Examinations are now a large part of a child's life at school. The older they get, the more important their exams tend to become. This article is designed to help parents understand what goes on in the education system regarding exams and what they mean.
Standard Assessment Tests (SATs)
SATs are referred to being at Key Stage 3 (KS3) and are sat at the end of Year 7 and 8 (ages 11 and 12 years). As well as sitting papers in English, Science and Maths, the child's teachers will produce Teacher Assessment levels which are viewed as being just as important as the tests themselves. The contents of each subject are outlined below:
- Class preparation of a scene from a Shakespearean play
- Mental Arithmetic
- Handling data
- Shape and space
The typical range of levels achieved by children taking their SATs is between 3 and 7, where 5 is the average level.
Children who will not likely attain Level 3, alternative testing is used which involves the support of a teacher. Those achieving higher marks can be entered for the extension papers in each subject and may attain a level 8 if they perform to a suitable level.
General Certificates of Secondary Education (GCSEs)
Your child will need to choose their GCSE options before the end of Year 9. GCSEs are more important than any previous exams taken by your child as their GCSE results have a powerful effect on their future. GCSEs are often vital if your child wishes to pursue any further education after GCSEs.
Maths, English, a Science, and a modern foreign language are compulsary subjects in the GCSE curriculum. Other GCSE subjects can be chosen around these core subjects.
Each subject's assessment involves two or more exam papers and a piece of coursework. GCSE Modern Languages and GCSE English include oral assessments, while other subjects, such as the sciences, include a practical assessment.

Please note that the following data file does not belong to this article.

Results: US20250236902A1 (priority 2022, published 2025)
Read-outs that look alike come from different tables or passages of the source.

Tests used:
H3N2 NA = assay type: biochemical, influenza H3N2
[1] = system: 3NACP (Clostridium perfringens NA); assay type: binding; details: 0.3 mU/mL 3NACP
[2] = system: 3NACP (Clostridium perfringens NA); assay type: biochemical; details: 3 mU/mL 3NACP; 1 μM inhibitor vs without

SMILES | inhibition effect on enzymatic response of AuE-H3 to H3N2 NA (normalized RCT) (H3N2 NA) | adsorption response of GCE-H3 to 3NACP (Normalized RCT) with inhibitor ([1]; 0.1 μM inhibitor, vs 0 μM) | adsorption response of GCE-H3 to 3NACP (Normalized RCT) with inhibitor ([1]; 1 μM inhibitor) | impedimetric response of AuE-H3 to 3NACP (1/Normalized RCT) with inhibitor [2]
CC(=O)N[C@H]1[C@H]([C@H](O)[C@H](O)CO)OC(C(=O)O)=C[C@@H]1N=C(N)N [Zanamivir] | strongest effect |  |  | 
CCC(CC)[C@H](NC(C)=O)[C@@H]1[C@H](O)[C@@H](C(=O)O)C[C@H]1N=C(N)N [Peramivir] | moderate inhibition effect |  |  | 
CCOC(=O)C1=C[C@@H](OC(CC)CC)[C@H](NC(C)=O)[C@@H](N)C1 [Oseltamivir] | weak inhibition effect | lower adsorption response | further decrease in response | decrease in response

Pass grades for GCSE exams are A* to G where an A* is given to the highest achievers within the A grade boundary for GCSE.
Practice GCSE exams or "mocks" are often held by schools during Year 11 to help the students prepare for their real exams.
Advanced Subsidiary (AS) and Advanced Level (A2)
A Levels may be taken at a school Sixth Form or at a college. A Levels form the basis for a university application, so good grades are very important for a student who wishes to pursue a university degree.
Students can achieve an AS qualification by studying the course for a single year only. This allows for a better range of subjects to be studied by the student without extreme pressure in the second year of A Levels.
When studying for a full A Level, most students will study the AS modules in the first year and the full A level (A2) modules in the second year. The timing of exams may vary depending on the ability of the student.
A Levels form the basis for a university application, so good grades are very important for a student who wishes to pursue a university degree (from Belhaven Jackson for example).